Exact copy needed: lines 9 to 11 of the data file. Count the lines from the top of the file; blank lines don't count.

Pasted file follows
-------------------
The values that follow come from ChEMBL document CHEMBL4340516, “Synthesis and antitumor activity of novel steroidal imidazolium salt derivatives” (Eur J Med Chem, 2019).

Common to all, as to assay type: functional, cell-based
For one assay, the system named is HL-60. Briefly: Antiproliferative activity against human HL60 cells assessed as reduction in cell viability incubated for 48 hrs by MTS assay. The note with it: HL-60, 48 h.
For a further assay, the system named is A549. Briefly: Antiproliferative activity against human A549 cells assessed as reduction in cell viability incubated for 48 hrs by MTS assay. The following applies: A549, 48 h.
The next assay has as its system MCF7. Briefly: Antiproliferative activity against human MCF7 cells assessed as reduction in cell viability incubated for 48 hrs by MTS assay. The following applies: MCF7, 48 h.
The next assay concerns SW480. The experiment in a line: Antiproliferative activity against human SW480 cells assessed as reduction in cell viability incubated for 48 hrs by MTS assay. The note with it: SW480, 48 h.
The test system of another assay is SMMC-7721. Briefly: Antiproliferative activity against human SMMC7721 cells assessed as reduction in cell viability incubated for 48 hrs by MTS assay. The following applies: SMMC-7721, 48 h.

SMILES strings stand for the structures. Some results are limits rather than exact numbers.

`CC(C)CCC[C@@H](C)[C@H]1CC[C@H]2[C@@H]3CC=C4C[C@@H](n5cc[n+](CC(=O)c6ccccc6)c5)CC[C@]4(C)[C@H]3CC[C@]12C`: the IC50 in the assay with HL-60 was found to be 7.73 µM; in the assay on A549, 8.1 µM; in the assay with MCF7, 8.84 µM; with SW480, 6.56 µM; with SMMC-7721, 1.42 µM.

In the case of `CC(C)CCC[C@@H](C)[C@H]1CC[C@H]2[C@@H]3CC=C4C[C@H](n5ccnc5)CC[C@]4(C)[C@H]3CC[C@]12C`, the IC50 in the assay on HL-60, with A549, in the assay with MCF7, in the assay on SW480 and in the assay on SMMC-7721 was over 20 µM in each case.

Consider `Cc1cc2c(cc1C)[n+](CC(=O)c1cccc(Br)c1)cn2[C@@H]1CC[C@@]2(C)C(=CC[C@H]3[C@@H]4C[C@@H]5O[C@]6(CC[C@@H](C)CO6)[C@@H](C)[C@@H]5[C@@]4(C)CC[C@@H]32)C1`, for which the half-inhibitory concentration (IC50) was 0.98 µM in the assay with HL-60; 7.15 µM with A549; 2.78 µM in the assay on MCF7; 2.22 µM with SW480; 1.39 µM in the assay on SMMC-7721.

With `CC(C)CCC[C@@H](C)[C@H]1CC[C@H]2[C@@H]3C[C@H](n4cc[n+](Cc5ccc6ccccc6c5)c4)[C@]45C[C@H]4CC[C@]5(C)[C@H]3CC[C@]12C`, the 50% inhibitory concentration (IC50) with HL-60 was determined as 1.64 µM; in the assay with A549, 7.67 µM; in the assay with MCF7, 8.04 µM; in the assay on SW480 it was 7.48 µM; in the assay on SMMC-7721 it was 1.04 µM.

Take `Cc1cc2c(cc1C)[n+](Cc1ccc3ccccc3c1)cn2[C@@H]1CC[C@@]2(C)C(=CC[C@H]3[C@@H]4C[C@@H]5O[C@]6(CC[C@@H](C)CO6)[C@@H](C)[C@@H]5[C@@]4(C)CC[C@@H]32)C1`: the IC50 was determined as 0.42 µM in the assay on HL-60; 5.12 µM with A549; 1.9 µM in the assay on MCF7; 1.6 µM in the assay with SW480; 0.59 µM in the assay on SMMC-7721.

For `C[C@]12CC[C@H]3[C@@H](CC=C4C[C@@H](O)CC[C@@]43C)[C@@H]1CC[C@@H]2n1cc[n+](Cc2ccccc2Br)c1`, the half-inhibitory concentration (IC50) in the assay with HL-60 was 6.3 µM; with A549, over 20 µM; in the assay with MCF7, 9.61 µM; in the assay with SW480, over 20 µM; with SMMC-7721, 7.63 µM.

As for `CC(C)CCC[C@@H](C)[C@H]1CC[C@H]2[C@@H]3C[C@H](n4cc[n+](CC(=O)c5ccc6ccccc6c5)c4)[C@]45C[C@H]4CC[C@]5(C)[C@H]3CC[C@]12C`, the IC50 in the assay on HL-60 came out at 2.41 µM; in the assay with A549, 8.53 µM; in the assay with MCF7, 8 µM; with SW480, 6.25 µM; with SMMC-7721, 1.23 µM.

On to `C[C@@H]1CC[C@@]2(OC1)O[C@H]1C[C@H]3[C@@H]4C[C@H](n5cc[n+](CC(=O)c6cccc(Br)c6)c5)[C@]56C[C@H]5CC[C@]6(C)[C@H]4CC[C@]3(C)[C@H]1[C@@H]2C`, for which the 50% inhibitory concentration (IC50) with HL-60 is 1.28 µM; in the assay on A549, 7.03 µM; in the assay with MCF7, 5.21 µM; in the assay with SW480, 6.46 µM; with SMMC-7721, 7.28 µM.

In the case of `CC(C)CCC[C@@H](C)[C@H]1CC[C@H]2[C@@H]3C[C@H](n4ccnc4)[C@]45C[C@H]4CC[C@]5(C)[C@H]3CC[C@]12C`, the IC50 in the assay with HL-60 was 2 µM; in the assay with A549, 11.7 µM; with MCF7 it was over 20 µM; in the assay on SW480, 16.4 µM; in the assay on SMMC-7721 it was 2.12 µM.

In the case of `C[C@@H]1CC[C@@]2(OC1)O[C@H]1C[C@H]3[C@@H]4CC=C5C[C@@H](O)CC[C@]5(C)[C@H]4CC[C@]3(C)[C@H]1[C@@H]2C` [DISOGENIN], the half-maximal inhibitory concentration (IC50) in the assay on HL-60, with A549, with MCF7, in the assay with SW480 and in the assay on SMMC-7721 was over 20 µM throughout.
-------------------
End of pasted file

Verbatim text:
`CC(C)CCC[C@@H](C)[C@H]1CC[C@H]2[C@@H]3CC=C4C[C@@H](n5cc[n+](CC(=O)c6ccccc6)c5)CC[C@]4(C)[C@H]3CC[C@]12C`: the IC50 in the assay with HL-60 was found to be 7.73 µM; in the assay on A549, 8.1 µM; in the assay with MCF7, 8.84 µM; with SW480, 6.56 µM; with SMMC-7721, 1.42 µM.

In the case of `CC(C)CCC[C@@H](C)[C@H]1CC[C@H]2[C@@H]3CC=C4C[C@H](n5ccnc5)CC[C@]4(C)[C@H]3CC[C@]12C`, the IC50 in the assay on HL-60, with A549, in the assay with MCF7, in the assay on SW480 and in the assay on SMMC-7721 was over 20 µM in each case.

Consider `Cc1cc2c(cc1C)[n+](CC(=O)c1cccc(Br)c1)cn2[C@@H]1CC[C@@]2(C)C(=CC[C@H]3[C@@H]4C[C@@H]5O[C@]6(CC[C@@H](C)CO6)[C@@H](C)[C@@H]5[C@@]4(C)CC[C@@H]32)C1`, for which the half-inhibitory concentration (IC50) was 0.98 µM in the assay with HL-60; 7.15 µM with A549; 2.78 µM in the assay on MCF7; 2.22 µM with SW480; 1.39 µM in the assay on SMMC-7721.